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  • August 30

    Ellie Miller BA ’20 was chosen as one of only six undergraduate students in the nation to participate in the Council of American Ambassadors (CAA) Fellowship program in Washington, D.C. A French and psychology double major with a focus in Arabic, Miller stood out in a field packed with international affairs and political science majors. 

  • Julia Huggins BA '13 at the Lynn Canal, Alaska.
    June 17
    Julia Huggins BA ’13 has been awarded the Vanier Scholarship to continue her PhD in biogeochemistry at the University of British Columbia, where she is the chief scientist of the oceanography research program. The scholarship will fund her research on oxygen loss in the oceans and the environmental impact of marine microorganisms.
  • May 21
    Aron Phillips BA ’07 shapes athletes’ stories with the latest digital media tools. Read more about Aron’s journey in the newest issue of The Chronicle.
  • April 26
    Talia Lichtenberg BA ’20 is the recipient of a Barry M. Goldwater Scholarship, the preeminent award for undergraduates in the sciences, engineering, and mathematics. A native of West Linn, Oregon, Talia is majoring in biochemistry and molecular biology with the intent of pursuing a PhD in molecular biology, specializing in Alzheimer’s disease and related neurodegenerative diseases.
  • Renewable energy intern and chair of the REFF committee Jane Almeida.
    April 23
    When Lewis & Clark undergrads choose to pay the voluntary student “green fee,” the money goes into a fund that allows the college to buy renewable energy certificates and promote sustainability. The Renewable Energy Fee Fund Committee, comprised of students, is responsible for choosing the energy certificates, and awarding grants for student projects, internships, and research.
  • March 22
    Oscar-winning costume designer Ruth Carter spoke to a full house on March 20. She made history as the first African American woman to win the Academy Award for Best Costume Design for her work on Black Panther. She regaled the audience with stories from her career and how she approaches telling stories through costume design. 
  • Grace Mehlhaff BA ’16, on assignment as an education volunteer in Namibia.
    March 19
    For the seventh time in the last 10 years, the Peace Corps this week named Lewis & Clark to the agency’s 2018 Top Volunteer-Producing Colleges and Universities list. Nine Lewis & Clark alumni currently volunteer worldwide. Since the Peace Corps’ founding in 1961, nearly 400 Lewis & Clark alumni have served overseas.
  • Glick and colleagues after their first "run" on the BLT.
    February 11
    Lewis & Clark’s high-performance computing (HPC) system has been propelled by a collaborative initiative driven by professors, staff members, and students. Although many are unaware of this HPC system—named BLT for its worker nodes “bacon, lettuce, and tomato”—it is paving the way for current and future research opportunities.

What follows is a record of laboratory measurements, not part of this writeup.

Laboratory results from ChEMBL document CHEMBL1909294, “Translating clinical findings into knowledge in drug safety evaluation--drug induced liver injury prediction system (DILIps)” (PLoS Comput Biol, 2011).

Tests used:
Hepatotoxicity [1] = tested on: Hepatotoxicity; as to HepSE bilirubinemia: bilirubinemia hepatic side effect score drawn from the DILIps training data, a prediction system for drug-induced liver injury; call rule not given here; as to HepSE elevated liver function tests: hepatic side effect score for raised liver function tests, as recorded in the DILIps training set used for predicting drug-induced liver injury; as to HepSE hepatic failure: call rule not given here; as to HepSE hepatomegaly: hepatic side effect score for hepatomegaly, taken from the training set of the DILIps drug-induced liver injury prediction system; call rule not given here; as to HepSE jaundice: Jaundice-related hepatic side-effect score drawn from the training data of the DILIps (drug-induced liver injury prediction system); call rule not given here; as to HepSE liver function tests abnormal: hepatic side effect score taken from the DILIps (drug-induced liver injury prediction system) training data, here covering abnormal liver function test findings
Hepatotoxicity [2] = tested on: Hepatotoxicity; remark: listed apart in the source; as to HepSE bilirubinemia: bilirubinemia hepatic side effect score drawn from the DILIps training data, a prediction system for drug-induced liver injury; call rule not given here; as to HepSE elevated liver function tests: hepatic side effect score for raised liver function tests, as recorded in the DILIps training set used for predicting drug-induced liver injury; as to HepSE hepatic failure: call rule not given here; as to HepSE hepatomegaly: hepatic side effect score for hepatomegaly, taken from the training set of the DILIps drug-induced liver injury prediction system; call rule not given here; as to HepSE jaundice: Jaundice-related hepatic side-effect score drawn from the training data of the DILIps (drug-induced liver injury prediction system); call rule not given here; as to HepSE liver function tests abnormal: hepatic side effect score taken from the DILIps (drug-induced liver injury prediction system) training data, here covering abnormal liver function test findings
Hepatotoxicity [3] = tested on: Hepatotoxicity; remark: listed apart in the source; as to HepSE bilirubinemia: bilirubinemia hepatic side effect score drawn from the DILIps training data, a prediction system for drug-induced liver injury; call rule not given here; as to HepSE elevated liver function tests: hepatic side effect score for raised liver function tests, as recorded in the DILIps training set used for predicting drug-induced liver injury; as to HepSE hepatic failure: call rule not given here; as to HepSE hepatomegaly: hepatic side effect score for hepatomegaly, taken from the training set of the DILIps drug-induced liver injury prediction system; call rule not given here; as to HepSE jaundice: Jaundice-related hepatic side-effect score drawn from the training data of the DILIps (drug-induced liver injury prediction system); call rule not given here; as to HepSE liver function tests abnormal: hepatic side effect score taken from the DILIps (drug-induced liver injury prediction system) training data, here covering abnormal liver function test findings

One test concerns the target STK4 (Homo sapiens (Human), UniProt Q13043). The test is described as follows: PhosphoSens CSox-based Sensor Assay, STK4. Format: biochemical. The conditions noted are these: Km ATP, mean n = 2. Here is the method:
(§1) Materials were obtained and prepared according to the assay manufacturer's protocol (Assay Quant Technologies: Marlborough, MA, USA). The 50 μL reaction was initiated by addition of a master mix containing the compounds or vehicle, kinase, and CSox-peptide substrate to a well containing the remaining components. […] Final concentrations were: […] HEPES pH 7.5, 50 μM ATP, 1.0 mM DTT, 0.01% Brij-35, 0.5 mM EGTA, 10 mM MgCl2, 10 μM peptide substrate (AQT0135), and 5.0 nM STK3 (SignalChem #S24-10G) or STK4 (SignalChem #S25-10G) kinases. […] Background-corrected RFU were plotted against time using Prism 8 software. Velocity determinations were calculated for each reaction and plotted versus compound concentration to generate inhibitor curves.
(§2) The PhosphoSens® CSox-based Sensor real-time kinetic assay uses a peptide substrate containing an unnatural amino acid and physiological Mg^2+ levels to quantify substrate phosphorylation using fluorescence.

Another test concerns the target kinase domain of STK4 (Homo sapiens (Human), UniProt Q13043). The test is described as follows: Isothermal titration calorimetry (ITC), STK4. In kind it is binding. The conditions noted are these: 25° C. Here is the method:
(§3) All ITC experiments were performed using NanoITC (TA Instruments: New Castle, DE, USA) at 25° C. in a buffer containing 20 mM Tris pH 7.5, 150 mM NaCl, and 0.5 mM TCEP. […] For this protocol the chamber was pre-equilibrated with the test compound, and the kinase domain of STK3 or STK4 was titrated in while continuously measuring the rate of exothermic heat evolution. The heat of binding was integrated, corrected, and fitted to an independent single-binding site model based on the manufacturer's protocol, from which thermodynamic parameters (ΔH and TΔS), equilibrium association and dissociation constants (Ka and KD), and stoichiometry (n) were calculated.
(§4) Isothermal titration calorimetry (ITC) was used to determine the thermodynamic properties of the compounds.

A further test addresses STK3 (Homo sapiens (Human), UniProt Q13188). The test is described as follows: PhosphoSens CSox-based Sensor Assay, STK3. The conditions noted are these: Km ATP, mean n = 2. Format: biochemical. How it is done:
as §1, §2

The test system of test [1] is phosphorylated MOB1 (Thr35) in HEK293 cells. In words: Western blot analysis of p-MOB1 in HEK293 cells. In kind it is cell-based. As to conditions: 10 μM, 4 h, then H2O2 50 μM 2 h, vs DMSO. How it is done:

• Assistant Professor of Biology Norma Velazquez-Ulloa in her lab.
    December 17

    Assistant Professor of Biology Norma Velazquez-Ulloa has been awarded a competitive New Investigator grant from the Medical Research Foundation, funded by OHSU. With the funding, she will continue her research: identifying genes that mediate the effects of developmental nicotine exposure.

  • November 17
    Becoming a finalist for the Rhodes and Marshall scholarship requires outstanding academic prowess and character. Katie Kowal BA ’17 interviewed for both scholarships following an endorsement from the college and much support from faculty who believed Kowal was a perfect candidate for these distinguished awards.
  • Sherlock Ortiz BA ’20, Adriana Rogers BA ’19, and Anna Schall BA ’20
    November 8
    After spending the summer working with students and professors from around the country, three Lewis & Clark students return to campus with new skills and perspectives on how to use mathematics to create a solution to partisan gerrymandering. The six-week program is a collaboration of Tufts University, Harvard University, and the Massachusetts Institute of Technology.
  • November 2
    As sustainability becomes increasingly relevant in all academic and professional arenas, a new course offered in conjunction with the Bates Center for Entrepreneurship and Leadership gives students of any major an introduction to the challenges of running a sustainable business and the laws and technicalities of sustainability in the business world.
  • October 18
    Sweeney Todd , a collaboration between the music and theatre departments, opens on November 2. Director Rebecca Lingafelter has transformed the traditional setting of Fleet Street into a post-apocalyptic, subterranean world where the audience and student orchestra will sit among the actors. The musical will feature Liam Beveridge BA ’20 as Sweeney in his first-ever singing role.
  • August 16
    Manufactured distrust. Underrepresented voices. Seemingly intractable problems. Industry-wide disruption. Being a good journalist requires clear writing, sharp thinking, and relentless task-juggling, all skills honed in the liberal arts. Whether covering breaking news in Portland, or chronicling trade missions to Thailand, young alumni are applying their Lewis & Clark skills locally and globally.
  • July 26
    Professor of Chemistry Louis Kuo has been awarded a $249,000 grant from the National Science Foundation. The grant will fund Kuo’s ongoing student-supported research into environmental toxin remediation and phosphorus recovery. The research he and his students are doing aims to better degrade neurotoxins found in pesticides and chemical weapons.